Back to WHEN to eat…
To keep a high energy level and to perform well in life, we must be constantly fueling our bodies. Generally speaking, three meals a day along with 1-3 small snacks throughout the day will provide enough energy to maintain activity and not add excess body fat (depending on what those meals and snacks consist of, but for now we are just talking about timing). This method of eating (3 meals + 1-3 snacks) will reduce your tendency to overeat since you can rely on the fact you will be eating again fairly soon. The more you skip meals and tend to push them off, the more you increase your opportunity to overeat due to hunger. When you’re hungry, you are more likely to grab things that are convenient, which are likely to be less nutritious options. Also in this hunger driven stage, you are more likely to eat quickly. You’ve probably heard that it takes your stomach 20 minutes to signal the brain that you’re full, this isn’t a lie. The faster you eat, the more likely you are to overeat. It sounds basic, but most people these days don’t give their bodies enough time to signal the brain before it’s too late.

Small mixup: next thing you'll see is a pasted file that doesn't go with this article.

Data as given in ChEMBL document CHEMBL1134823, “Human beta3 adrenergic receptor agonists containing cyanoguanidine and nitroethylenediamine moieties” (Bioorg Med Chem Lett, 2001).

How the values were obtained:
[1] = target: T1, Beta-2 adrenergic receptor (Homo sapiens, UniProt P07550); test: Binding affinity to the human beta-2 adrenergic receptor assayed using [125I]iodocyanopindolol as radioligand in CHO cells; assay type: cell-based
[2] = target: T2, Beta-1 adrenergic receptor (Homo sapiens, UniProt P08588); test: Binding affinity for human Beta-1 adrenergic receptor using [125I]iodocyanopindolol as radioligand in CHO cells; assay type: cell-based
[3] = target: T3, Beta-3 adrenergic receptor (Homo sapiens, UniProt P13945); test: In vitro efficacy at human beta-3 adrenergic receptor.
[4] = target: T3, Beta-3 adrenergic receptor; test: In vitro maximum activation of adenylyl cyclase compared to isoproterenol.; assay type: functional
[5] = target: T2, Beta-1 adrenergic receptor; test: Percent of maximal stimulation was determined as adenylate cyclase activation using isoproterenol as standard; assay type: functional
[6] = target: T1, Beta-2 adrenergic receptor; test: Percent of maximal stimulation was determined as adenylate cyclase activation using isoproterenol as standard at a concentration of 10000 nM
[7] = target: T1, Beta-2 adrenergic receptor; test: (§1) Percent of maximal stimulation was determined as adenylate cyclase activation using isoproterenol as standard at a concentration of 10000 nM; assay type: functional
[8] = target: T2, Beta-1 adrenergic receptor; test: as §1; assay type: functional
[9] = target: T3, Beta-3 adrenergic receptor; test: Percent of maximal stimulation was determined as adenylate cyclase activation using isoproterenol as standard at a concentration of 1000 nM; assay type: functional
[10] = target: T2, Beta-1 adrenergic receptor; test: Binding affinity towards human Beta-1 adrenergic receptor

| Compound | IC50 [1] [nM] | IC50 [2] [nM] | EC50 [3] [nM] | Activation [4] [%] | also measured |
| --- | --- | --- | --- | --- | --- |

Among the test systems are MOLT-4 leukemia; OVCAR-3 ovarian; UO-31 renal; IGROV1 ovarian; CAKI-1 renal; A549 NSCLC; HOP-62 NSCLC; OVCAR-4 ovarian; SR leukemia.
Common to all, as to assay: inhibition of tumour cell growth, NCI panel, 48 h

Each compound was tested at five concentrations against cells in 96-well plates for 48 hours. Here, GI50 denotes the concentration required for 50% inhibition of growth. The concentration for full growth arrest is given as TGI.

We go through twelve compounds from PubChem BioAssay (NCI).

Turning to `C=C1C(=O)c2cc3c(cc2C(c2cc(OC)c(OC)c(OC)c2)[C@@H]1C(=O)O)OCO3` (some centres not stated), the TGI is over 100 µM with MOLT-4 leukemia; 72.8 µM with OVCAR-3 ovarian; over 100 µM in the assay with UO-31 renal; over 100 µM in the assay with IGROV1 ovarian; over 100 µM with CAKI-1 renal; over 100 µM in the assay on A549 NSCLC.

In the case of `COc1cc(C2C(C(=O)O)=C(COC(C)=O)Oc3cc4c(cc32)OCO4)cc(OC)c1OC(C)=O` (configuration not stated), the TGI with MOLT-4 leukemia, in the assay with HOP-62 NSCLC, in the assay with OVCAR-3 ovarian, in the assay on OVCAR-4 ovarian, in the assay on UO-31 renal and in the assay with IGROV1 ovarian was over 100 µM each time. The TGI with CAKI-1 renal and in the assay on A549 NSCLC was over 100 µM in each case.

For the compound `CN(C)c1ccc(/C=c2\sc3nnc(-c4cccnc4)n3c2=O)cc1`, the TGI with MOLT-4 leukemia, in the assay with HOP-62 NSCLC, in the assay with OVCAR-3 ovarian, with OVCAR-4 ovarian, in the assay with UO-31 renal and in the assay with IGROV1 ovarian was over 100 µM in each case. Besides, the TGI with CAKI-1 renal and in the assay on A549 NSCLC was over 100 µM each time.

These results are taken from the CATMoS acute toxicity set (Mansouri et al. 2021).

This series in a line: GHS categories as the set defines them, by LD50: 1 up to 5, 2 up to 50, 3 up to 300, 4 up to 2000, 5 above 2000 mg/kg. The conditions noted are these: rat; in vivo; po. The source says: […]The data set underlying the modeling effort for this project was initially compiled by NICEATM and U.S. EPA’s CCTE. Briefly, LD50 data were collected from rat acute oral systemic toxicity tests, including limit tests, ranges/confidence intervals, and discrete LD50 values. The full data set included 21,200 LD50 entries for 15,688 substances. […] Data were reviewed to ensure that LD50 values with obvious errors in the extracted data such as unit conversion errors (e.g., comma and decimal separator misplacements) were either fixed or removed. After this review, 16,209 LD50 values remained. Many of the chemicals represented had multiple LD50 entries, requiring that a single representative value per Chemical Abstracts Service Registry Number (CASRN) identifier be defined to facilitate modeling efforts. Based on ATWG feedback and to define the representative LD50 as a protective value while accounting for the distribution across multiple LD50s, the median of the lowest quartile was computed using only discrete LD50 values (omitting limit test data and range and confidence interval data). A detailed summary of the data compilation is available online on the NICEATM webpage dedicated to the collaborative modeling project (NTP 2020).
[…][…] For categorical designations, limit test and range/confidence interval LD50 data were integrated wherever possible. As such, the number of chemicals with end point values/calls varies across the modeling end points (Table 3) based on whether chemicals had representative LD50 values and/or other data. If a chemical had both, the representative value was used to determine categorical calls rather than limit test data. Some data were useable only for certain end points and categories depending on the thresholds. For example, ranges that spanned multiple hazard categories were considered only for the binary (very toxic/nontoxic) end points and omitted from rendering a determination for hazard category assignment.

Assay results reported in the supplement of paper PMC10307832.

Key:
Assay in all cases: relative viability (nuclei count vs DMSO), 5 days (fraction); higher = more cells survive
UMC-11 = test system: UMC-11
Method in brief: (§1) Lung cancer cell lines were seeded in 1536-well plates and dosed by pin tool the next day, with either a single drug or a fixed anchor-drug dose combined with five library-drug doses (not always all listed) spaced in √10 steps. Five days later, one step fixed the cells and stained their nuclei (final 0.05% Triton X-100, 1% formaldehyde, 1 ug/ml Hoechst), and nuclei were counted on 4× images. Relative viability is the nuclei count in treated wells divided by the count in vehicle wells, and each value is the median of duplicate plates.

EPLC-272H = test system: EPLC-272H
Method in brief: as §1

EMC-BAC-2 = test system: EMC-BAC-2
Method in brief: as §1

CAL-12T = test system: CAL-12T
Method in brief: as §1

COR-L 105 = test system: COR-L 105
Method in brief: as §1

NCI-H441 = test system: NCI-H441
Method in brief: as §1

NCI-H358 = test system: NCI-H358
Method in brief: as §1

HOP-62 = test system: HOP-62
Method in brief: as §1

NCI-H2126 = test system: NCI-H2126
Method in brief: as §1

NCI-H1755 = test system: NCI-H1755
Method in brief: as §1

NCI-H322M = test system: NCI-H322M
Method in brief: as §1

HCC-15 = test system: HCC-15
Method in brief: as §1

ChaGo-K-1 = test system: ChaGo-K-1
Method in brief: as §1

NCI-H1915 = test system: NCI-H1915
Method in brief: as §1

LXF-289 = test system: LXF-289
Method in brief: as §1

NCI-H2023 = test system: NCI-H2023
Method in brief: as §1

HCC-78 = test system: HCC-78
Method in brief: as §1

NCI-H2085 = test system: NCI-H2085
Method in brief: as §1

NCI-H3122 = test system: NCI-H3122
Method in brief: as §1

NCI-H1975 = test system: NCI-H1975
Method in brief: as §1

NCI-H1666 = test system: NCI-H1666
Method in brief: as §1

I try to set myself up for success by taking a few minutes before I go to bed to plan out and set aside a couple of options for healthy snacks the next day. I know myself and I’ll take the easy way out just like many other people, but I’ve found if I plan, I can actually make good choices when it comes to fueling my body.
In conclusion, eating every handful of hours will keep hunger from interfering with your day. Skipping meals rarely works because you’ll make up for it later with non-healthy alternatives, and it helps to eat slow to allow your brain the opportunity to receive the message that you’re actually full!
1) Eat every few hours to avoid food cravings
2) Don’t bother skipping meals, it won’t pay off
3) Plan ahead and set yourself up the night before with easy and healthy meal/snack options
4) Eat slowly to allow your body to tell you when you’re done
5) Don’t expect quick results, be consistent and be patient